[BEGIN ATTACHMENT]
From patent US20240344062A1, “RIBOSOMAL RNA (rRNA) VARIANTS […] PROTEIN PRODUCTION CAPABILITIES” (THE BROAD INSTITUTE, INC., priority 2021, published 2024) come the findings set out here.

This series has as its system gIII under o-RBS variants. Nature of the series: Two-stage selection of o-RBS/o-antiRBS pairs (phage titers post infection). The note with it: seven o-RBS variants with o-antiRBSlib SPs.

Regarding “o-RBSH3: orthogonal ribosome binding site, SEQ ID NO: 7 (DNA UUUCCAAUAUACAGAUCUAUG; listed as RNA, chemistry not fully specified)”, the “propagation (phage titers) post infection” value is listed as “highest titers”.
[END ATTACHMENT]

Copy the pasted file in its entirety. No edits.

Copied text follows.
From patent US20240344062A1, “RIBOSOMAL RNA (rRNA) VARIANTS […] PROTEIN PRODUCTION CAPABILITIES” (THE BROAD INSTITUTE, INC., priority 2021, published 2024) come the findings set out here.

This series has as its system gIII under o-RBS variants. Nature of the series: Two-stage selection of o-RBS/o-antiRBS pairs (phage titers post infection). The note with it: seven o-RBS variants with o-antiRBSlib SPs.

Regarding “o-RBSH3: orthogonal ribosome binding site, SEQ ID NO: 7 (DNA UUUCCAAUAUACAGAUCUAUG; listed as RNA, chemistry not fully specified)”, the “propagation (phage titers) post infection” value is listed as “highest titers”.